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'Wet' village benefits from revenue

If the village receives its budgeted $200,000 in liquor taxes this year, liquor sales will make up just over half a percent of Oak Park's pool of revenue, said Greg Peters, village finance director.

The liquor tax is currently 3 percent after a 1 percent increase was approved two years ago.

Peters cautioned, however, that the funds don't just go toward padding the village's coffers. It is also necessary to help pay for enforcement.

"Liquor is always an issue. You have to control it with enforcement. There is a cost associated with it, as well as a social cost," he said.

The following is a record of liquor taxes received by the village:
1997: $144,368
1998: $155,388
1999: $113,287
2000: $116,172
2001: $129,088
2002: $144,652
2003: $217,325
(after liquor tax was raised from 2 to 3 percent)
2004 (through July)

In addition to liquor taxes, the village also receives funding for liquor licenses:
1997: $66,016
1998: $56,755
1999: $82,910
2000: $56,944
2001: $70,251
2002: $79,847
2003: $83,981
2004: $53,564
(through July)

• These numbers do not include the amount of sales tax the village receives from liquor sales or taxes on food served by the restaurants.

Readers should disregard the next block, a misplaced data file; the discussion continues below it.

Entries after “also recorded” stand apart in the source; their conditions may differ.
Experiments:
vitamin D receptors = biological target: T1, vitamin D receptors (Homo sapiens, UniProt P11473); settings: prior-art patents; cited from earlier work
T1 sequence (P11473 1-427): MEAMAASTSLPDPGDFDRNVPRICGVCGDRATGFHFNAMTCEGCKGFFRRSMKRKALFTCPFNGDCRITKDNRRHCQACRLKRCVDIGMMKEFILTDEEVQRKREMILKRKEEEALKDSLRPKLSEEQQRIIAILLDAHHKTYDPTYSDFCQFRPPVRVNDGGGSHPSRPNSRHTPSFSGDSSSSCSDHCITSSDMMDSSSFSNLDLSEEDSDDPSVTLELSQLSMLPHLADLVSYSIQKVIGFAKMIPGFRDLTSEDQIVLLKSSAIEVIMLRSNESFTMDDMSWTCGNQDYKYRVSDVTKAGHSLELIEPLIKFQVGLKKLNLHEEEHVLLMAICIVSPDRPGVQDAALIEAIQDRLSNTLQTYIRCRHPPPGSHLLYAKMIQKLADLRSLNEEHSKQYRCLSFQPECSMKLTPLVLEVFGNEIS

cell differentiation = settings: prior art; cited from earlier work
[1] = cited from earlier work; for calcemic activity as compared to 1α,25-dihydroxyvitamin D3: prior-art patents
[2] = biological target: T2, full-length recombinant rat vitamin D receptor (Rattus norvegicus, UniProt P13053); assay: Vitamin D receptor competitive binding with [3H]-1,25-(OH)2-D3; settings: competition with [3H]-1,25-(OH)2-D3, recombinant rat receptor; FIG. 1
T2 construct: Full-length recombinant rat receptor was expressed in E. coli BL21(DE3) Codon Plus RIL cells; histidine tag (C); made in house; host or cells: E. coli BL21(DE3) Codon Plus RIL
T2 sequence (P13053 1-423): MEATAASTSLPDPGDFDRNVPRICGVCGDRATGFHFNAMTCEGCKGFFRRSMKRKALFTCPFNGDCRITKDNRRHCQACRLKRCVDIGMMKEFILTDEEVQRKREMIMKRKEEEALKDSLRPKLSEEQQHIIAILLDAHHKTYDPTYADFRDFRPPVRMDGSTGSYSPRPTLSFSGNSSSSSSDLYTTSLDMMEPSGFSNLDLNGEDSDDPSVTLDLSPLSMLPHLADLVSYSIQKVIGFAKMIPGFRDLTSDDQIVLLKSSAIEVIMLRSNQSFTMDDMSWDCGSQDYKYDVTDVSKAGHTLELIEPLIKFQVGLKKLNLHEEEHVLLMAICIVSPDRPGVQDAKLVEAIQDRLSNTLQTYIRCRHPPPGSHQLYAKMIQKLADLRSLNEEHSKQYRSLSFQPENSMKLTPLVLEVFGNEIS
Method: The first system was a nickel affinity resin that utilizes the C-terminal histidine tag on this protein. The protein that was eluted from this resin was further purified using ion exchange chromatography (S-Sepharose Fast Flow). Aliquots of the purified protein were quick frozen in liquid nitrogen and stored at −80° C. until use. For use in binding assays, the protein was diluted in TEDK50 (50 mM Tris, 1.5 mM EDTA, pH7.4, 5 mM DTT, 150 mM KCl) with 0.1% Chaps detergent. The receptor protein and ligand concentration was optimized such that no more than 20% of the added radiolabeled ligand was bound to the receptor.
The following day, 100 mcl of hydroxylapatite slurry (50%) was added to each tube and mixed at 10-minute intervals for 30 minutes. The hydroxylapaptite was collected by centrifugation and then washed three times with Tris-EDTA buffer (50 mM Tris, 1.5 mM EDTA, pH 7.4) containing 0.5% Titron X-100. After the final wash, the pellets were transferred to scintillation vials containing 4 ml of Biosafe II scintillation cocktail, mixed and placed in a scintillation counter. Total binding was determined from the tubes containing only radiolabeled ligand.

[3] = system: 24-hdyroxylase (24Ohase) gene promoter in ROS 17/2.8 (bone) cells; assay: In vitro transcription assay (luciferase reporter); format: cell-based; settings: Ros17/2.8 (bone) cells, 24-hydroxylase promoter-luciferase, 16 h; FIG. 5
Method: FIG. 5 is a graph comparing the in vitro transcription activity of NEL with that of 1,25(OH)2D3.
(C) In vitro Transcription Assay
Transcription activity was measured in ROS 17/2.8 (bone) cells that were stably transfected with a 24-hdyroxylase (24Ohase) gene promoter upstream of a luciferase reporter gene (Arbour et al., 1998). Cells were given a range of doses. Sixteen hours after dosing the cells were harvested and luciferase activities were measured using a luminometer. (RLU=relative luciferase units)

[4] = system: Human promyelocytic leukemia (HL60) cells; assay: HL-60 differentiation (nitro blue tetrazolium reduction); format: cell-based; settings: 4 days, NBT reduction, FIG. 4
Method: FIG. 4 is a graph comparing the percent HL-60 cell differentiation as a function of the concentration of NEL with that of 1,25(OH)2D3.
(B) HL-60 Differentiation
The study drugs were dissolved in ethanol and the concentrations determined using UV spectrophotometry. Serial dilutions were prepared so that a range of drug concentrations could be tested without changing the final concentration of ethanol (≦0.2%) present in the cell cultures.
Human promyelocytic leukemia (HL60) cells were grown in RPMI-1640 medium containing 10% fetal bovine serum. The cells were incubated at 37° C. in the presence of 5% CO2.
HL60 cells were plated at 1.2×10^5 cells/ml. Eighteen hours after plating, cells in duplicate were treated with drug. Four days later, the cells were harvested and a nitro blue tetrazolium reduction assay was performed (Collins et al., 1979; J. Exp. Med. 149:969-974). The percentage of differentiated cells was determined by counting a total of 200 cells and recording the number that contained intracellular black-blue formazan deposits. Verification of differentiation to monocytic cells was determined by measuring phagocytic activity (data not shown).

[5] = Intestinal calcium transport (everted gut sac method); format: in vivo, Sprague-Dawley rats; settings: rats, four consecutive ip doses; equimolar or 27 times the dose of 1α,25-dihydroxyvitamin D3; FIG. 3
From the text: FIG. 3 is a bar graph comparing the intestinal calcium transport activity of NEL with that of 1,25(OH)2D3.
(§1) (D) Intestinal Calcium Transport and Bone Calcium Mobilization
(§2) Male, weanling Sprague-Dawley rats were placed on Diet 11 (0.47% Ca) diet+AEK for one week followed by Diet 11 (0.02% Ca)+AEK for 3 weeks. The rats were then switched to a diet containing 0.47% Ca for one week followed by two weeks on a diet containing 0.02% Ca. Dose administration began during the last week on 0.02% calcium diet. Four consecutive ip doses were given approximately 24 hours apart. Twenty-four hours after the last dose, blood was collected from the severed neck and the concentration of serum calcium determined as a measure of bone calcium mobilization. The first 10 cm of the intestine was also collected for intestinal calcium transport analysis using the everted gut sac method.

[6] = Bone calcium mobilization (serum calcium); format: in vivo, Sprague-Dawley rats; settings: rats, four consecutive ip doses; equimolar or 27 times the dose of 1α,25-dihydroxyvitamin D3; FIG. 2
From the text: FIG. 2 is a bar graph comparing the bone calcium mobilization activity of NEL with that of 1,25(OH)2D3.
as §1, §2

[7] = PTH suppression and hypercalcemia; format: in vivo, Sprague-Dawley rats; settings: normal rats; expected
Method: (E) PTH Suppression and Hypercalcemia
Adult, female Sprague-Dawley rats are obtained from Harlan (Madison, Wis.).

Pre-Mother's Day catastrophe: restaurant to the rescue
Wednesday, May 5 was a sunny, warm dayâ€"a good day for a stroll. Patrons at George's Restaurant on the 100 block of South Oak Park Avenue were having lunch when owner George Konstantos noticed seven baby ducklings in his doorway.

George and his staff were startled to say the least, but when the ducklings headed for busy Oak Park Avenue they stopped watching and took action. Connie Johncock, Sara Johnson, Rene Huerta and George created quite a sight as they chased the babies back and forth for several minutes, stopping traffic, showing little concern for life or limb. Oak Park Avenue isn't a fit place for man nor beastâ€"or mother ducks. Unfortunately, the mother had been hit by a car, it was later discovered. The police say the duck was dead when they inadvertantly rolled on top of it. George and his staff most likely saved the babies from a similar fate.

They were able to catch them all inside a box. Keeping ducklings warm and dry is the important thing. A small amount of water was provided until the Oak Park Animal Care Unit arrived, at which point the babies were transported to Trailside Museum in River Forest.

Hats off to the staff at George's Restaurant, who made way for ducklings.

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